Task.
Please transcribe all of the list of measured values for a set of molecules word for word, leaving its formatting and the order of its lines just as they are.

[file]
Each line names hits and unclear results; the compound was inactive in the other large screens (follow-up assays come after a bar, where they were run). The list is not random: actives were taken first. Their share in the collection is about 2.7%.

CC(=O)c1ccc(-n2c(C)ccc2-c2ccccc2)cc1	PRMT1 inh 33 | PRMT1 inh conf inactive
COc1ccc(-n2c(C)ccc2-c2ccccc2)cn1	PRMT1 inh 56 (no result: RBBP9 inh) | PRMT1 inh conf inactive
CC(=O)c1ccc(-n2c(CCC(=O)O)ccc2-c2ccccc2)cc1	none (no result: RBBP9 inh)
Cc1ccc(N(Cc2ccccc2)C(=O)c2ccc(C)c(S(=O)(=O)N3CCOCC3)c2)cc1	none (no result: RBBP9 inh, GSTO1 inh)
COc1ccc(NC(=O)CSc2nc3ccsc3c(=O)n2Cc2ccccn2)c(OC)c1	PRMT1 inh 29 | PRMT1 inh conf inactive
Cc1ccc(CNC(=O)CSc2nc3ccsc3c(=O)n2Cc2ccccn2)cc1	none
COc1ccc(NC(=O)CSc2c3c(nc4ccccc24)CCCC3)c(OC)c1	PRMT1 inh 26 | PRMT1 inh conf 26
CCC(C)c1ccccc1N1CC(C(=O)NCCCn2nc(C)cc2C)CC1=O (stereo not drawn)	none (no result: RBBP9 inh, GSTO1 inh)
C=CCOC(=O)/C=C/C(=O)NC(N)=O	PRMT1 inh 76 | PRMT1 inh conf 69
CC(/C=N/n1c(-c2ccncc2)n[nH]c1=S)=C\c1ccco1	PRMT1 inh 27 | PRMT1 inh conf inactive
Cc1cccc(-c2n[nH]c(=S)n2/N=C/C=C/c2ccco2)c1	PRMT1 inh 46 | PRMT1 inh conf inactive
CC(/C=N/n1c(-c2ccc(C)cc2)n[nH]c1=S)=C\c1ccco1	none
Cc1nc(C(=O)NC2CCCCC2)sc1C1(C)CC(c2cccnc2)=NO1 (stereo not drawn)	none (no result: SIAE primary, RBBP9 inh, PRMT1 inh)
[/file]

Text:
Each line names hits and unclear results; the compound was inactive in the other large screens (follow-up assays come after a bar, where they were run). The list is not random: actives were taken first. Their share in the collection is about 2.7%.

CC(=O)c1ccc(-n2c(C)ccc2-c2ccccc2)cc1	PRMT1 inh 33 | PRMT1 inh conf inactive
COc1ccc(-n2c(C)ccc2-c2ccccc2)cn1	PRMT1 inh 56 (no result: RBBP9 inh) | PRMT1 inh conf inactive
CC(=O)c1ccc(-n2c(CCC(=O)O)ccc2-c2ccccc2)cc1	none (no result: RBBP9 inh)
Cc1ccc(N(Cc2ccccc2)C(=O)c2ccc(C)c(S(=O)(=O)N3CCOCC3)c2)cc1	none (no result: RBBP9 inh, GSTO1 inh)
COc1ccc(NC(=O)CSc2nc3ccsc3c(=O)n2Cc2ccccn2)c(OC)c1	PRMT1 inh 29 | PRMT1 inh conf inactive
Cc1ccc(CNC(=O)CSc2nc3ccsc3c(=O)n2Cc2ccccn2)cc1	none
COc1ccc(NC(=O)CSc2c3c(nc4ccccc24)CCCC3)c(OC)c1	PRMT1 inh 26 | PRMT1 inh conf 26
CCC(C)c1ccccc1N1CC(C(=O)NCCCn2nc(C)cc2C)CC1=O (stereo not drawn)	none (no result: RBBP9 inh, GSTO1 inh)
C=CCOC(=O)/C=C/C(=O)NC(N)=O	PRMT1 inh 76 | PRMT1 inh conf 69
CC(/C=N/n1c(-c2ccncc2)n[nH]c1=S)=C\c1ccco1	PRMT1 inh 27 | PRMT1 inh conf inactive
Cc1cccc(-c2n[nH]c(=S)n2/N=C/C=C/c2ccco2)c1	PRMT1 inh 46 | PRMT1 inh conf inactive
CC(/C=N/n1c(-c2ccc(C)cc2)n[nH]c1=S)=C\c1ccco1	none
Cc1nc(C(=O)NC2CCCCC2)sc1C1(C)CC(c2cccnc2)=NO1 (stereo not drawn)	none (no result: SIAE primary, RBBP9 inh, PRMT1 inh)